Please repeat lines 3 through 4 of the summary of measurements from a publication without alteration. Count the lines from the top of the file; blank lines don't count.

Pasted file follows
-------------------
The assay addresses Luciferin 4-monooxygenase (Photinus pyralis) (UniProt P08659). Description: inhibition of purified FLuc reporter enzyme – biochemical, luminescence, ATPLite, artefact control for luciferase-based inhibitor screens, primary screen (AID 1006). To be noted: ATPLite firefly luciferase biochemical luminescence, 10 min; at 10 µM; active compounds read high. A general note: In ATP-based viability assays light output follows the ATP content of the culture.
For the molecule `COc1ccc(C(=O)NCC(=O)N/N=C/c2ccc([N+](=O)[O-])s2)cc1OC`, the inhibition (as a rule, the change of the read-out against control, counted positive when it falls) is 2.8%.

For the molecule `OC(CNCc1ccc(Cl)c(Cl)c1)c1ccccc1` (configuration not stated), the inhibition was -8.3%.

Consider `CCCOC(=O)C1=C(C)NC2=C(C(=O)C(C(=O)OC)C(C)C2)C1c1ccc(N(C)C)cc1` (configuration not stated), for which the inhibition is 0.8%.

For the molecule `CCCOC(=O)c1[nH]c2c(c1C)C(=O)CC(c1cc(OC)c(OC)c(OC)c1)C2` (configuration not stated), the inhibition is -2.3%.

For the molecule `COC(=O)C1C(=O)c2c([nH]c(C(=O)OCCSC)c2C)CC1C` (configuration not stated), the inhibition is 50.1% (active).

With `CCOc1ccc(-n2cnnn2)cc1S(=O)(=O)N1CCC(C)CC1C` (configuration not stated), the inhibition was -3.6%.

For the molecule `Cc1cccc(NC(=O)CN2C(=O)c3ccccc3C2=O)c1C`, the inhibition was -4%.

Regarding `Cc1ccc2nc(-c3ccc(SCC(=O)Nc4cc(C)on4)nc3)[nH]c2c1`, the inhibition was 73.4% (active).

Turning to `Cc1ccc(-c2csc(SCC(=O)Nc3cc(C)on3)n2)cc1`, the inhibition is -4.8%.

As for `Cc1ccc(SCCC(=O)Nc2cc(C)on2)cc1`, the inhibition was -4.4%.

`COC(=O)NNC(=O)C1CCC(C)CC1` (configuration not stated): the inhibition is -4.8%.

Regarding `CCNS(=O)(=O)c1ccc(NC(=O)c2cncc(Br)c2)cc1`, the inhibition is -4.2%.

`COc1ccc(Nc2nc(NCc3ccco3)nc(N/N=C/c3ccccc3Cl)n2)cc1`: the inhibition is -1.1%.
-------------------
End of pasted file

For the molecule `OC(CNCc1ccc(Cl)c(Cl)c1)c1ccccc1` (configuration not stated), the inhibition was -8.3%.

Consider `CCCOC(=O)C1=C(C)NC2=C(C(=O)C(C(=O)OC)C(C)C2)C1c1ccc(N(C)C)cc1` (configuration not stated), for which the inhibition is 0.8%.